Reflecting on College Apps: A Rant
Part Two of the NewsBreaker's segment on the college application process. This time from a student's perspective.
October 21, 2016
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It’s the time of the year where many seniors are finally forced to think about the answers to the question their relatives, teachers, and pretty much everyone else has been asking them: “So, what do you think you’ll do after high school?”
Any senior will tell you that the college application process is rigorous at best, and soul sucking at worst. The expectation that four years of juggling academics and extracurriculars has taught students enough time management skills to balance the demanding process is not always true, especially for those students who are accustomed to their nightly Netflix regime. However, even those committed to take a break from their steady relationship with Grey’s Anatomy or Orange is the New Black struggle to get through the process without losing hair, sleep, or sanity.
So, what do these colleges want? It’s the age old question that haunts the applicants staring at their rough drafts in frustration, sacrificing their lives to CollegeBoard, and desperately trying to swing an A by the end of the semester. The “typical,” but more like “intimidating and seemingly perfect,” student profile can be found on the website of any college. In general, this admittee has at least a 4.0, plays varsity on several sports, has founded their own organization, has at least 200 hours of community service, and apparently doesn’t sleep. Who has the unlimited time or boundless energy to fulfill the expectations of these colleges? And perhaps more importantly, how do colleges differentiate between those who participate because they want to, rather than because they want good resumes?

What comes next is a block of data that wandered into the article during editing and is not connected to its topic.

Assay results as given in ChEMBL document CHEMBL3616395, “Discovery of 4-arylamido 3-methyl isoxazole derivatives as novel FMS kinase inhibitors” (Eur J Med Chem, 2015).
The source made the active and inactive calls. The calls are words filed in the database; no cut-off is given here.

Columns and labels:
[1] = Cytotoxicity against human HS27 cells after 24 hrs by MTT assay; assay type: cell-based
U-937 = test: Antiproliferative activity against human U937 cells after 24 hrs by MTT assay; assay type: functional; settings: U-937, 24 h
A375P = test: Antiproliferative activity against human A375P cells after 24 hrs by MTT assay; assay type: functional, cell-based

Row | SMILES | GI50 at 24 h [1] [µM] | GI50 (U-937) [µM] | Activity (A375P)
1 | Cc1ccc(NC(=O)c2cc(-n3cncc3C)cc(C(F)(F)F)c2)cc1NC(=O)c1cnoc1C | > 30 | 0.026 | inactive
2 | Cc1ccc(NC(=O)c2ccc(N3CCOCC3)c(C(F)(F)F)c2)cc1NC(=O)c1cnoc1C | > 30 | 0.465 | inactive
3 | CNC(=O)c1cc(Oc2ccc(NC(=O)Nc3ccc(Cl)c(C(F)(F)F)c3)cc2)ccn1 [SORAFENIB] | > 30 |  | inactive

I pose these questions to the seniors reflecting on their life experiences and desperately trying to glean meaning from them, or summarize the lessons they have learned from specific events. The dreaded college essays cause many seniors to turn to the CSUs (whose applications are devoid of writing prompts), hissing in fear at having to justify what they’ve done over the last seventeen years in a 500 word prompt. Although these essays provide the students with a chance to show some personality, they also invoke a fear that that the desired personality won’t come through clearly or strongly enough.
So, whether you’re an upperclassman reading this article in hopes that it will somehow answer to your prayers for salvation (in which case, stay strong) or an underclassman now shaking in anticipation of what lies ahead (oh, you just wait) or even a student lucky enough to somehow have completed the application process (we all envy you) — I commend you for your efforts and wish you the best of luck in the college process.